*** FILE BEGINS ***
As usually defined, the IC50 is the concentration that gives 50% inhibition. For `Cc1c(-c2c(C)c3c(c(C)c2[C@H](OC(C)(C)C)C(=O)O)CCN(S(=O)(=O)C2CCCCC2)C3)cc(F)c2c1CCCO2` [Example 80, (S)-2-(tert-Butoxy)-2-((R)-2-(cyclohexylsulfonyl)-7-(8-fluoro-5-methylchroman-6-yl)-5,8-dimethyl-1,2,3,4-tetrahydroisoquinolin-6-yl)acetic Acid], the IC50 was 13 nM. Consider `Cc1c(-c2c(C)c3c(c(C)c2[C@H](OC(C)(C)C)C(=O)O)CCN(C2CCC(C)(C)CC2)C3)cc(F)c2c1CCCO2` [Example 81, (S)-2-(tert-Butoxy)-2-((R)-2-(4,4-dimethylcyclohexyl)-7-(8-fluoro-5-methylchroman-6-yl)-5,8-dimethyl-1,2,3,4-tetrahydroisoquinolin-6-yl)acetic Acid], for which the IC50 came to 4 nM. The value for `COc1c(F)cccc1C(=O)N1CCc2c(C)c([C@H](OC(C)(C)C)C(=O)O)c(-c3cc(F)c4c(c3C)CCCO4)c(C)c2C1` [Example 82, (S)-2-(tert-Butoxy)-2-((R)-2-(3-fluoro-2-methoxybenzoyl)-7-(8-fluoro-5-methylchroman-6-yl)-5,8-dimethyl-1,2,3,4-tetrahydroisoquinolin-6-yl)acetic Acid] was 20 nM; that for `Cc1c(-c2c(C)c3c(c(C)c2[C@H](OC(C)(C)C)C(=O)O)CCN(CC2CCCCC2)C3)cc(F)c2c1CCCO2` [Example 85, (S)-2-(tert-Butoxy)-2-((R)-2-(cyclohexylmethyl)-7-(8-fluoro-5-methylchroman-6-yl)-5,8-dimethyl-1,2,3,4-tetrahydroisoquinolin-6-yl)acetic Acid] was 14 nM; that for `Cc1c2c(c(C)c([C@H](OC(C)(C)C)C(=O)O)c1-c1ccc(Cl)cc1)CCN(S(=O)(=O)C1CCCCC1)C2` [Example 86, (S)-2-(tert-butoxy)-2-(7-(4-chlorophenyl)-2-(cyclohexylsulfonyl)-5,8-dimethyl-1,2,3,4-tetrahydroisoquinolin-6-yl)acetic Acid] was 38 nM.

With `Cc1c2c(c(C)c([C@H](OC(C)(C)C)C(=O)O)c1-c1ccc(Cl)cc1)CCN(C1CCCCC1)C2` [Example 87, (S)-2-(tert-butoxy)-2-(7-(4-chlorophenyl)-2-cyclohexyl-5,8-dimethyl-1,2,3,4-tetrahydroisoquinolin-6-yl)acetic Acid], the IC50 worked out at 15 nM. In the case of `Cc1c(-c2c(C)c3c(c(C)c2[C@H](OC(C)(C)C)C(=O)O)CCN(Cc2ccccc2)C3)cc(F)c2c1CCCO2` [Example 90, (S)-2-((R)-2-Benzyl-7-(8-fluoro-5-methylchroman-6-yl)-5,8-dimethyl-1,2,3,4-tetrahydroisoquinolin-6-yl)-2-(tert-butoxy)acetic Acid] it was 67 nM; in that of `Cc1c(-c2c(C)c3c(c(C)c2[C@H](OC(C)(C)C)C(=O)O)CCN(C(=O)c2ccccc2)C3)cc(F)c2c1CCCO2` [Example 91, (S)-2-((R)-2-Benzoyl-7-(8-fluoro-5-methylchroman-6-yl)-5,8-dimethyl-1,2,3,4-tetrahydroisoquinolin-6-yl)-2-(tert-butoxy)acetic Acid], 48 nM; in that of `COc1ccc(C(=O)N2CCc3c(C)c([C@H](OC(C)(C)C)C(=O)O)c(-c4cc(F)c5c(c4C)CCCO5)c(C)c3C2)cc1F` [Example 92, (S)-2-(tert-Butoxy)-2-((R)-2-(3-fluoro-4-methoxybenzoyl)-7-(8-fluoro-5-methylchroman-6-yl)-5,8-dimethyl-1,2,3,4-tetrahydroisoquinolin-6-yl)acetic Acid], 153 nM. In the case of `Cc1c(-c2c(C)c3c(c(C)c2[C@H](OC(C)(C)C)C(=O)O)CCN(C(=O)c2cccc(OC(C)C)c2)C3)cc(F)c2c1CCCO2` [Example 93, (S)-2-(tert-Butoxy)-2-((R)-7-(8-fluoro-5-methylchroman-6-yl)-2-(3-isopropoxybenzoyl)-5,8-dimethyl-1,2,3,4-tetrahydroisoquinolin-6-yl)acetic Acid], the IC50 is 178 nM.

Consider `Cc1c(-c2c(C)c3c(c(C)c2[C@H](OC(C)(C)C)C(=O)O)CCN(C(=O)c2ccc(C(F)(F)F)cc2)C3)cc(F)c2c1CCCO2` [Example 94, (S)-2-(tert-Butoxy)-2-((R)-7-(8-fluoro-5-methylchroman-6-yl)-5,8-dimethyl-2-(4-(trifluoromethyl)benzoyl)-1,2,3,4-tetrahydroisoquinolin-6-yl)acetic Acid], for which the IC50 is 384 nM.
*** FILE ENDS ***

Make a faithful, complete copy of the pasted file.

As usually defined, the IC50 is the concentration that gives 50% inhibition. For `Cc1c(-c2c(C)c3c(c(C)c2[C@H](OC(C)(C)C)C(=O)O)CCN(S(=O)(=O)C2CCCCC2)C3)cc(F)c2c1CCCO2` [Example 80, (S)-2-(tert-Butoxy)-2-((R)-2-(cyclohexylsulfonyl)-7-(8-fluoro-5-methylchroman-6-yl)-5,8-dimethyl-1,2,3,4-tetrahydroisoquinolin-6-yl)acetic Acid], the IC50 was 13 nM. Consider `Cc1c(-c2c(C)c3c(c(C)c2[C@H](OC(C)(C)C)C(=O)O)CCN(C2CCC(C)(C)CC2)C3)cc(F)c2c1CCCO2` [Example 81, (S)-2-(tert-Butoxy)-2-((R)-2-(4,4-dimethylcyclohexyl)-7-(8-fluoro-5-methylchroman-6-yl)-5,8-dimethyl-1,2,3,4-tetrahydroisoquinolin-6-yl)acetic Acid], for which the IC50 came to 4 nM. The value for `COc1c(F)cccc1C(=O)N1CCc2c(C)c([C@H](OC(C)(C)C)C(=O)O)c(-c3cc(F)c4c(c3C)CCCO4)c(C)c2C1` [Example 82, (S)-2-(tert-Butoxy)-2-((R)-2-(3-fluoro-2-methoxybenzoyl)-7-(8-fluoro-5-methylchroman-6-yl)-5,8-dimethyl-1,2,3,4-tetrahydroisoquinolin-6-yl)acetic Acid] was 20 nM; that for `Cc1c(-c2c(C)c3c(c(C)c2[C@H](OC(C)(C)C)C(=O)O)CCN(CC2CCCCC2)C3)cc(F)c2c1CCCO2` [Example 85, (S)-2-(tert-Butoxy)-2-((R)-2-(cyclohexylmethyl)-7-(8-fluoro-5-methylchroman-6-yl)-5,8-dimethyl-1,2,3,4-tetrahydroisoquinolin-6-yl)acetic Acid] was 14 nM; that for `Cc1c2c(c(C)c([C@H](OC(C)(C)C)C(=O)O)c1-c1ccc(Cl)cc1)CCN(S(=O)(=O)C1CCCCC1)C2` [Example 86, (S)-2-(tert-butoxy)-2-(7-(4-chlorophenyl)-2-(cyclohexylsulfonyl)-5,8-dimethyl-1,2,3,4-tetrahydroisoquinolin-6-yl)acetic Acid] was 38 nM.

With `Cc1c2c(c(C)c([C@H](OC(C)(C)C)C(=O)O)c1-c1ccc(Cl)cc1)CCN(C1CCCCC1)C2` [Example 87, (S)-2-(tert-butoxy)-2-(7-(4-chlorophenyl)-2-cyclohexyl-5,8-dimethyl-1,2,3,4-tetrahydroisoquinolin-6-yl)acetic Acid], the IC50 worked out at 15 nM. In the case of `Cc1c(-c2c(C)c3c(c(C)c2[C@H](OC(C)(C)C)C(=O)O)CCN(Cc2ccccc2)C3)cc(F)c2c1CCCO2` [Example 90, (S)-2-((R)-2-Benzyl-7-(8-fluoro-5-methylchroman-6-yl)-5,8-dimethyl-1,2,3,4-tetrahydroisoquinolin-6-yl)-2-(tert-butoxy)acetic Acid] it was 67 nM; in that of `Cc1c(-c2c(C)c3c(c(C)c2[C@H](OC(C)(C)C)C(=O)O)CCN(C(=O)c2ccccc2)C3)cc(F)c2c1CCCO2` [Example 91, (S)-2-((R)-2-Benzoyl-7-(8-fluoro-5-methylchroman-6-yl)-5,8-dimethyl-1,2,3,4-tetrahydroisoquinolin-6-yl)-2-(tert-butoxy)acetic Acid], 48 nM; in that of `COc1ccc(C(=O)N2CCc3c(C)c([C@H](OC(C)(C)C)C(=O)O)c(-c4cc(F)c5c(c4C)CCCO5)c(C)c3C2)cc1F` [Example 92, (S)-2-(tert-Butoxy)-2-((R)-2-(3-fluoro-4-methoxybenzoyl)-7-(8-fluoro-5-methylchroman-6-yl)-5,8-dimethyl-1,2,3,4-tetrahydroisoquinolin-6-yl)acetic Acid], 153 nM. In the case of `Cc1c(-c2c(C)c3c(c(C)c2[C@H](OC(C)(C)C)C(=O)O)CCN(C(=O)c2cccc(OC(C)C)c2)C3)cc(F)c2c1CCCO2` [Example 93, (S)-2-(tert-Butoxy)-2-((R)-7-(8-fluoro-5-methylchroman-6-yl)-2-(3-isopropoxybenzoyl)-5,8-dimethyl-1,2,3,4-tetrahydroisoquinolin-6-yl)acetic Acid], the IC50 is 178 nM.

Consider `Cc1c(-c2c(C)c3c(c(C)c2[C@H](OC(C)(C)C)C(=O)O)CCN(C(=O)c2ccc(C(F)(F)F)cc2)C3)cc(F)c2c1CCCO2` [Example 94, (S)-2-(tert-Butoxy)-2-((R)-7-(8-fluoro-5-methylchroman-6-yl)-5,8-dimethyl-2-(4-(trifluoromethyl)benzoyl)-1,2,3,4-tetrahydroisoquinolin-6-yl)acetic Acid], for which the IC50 is 384 nM.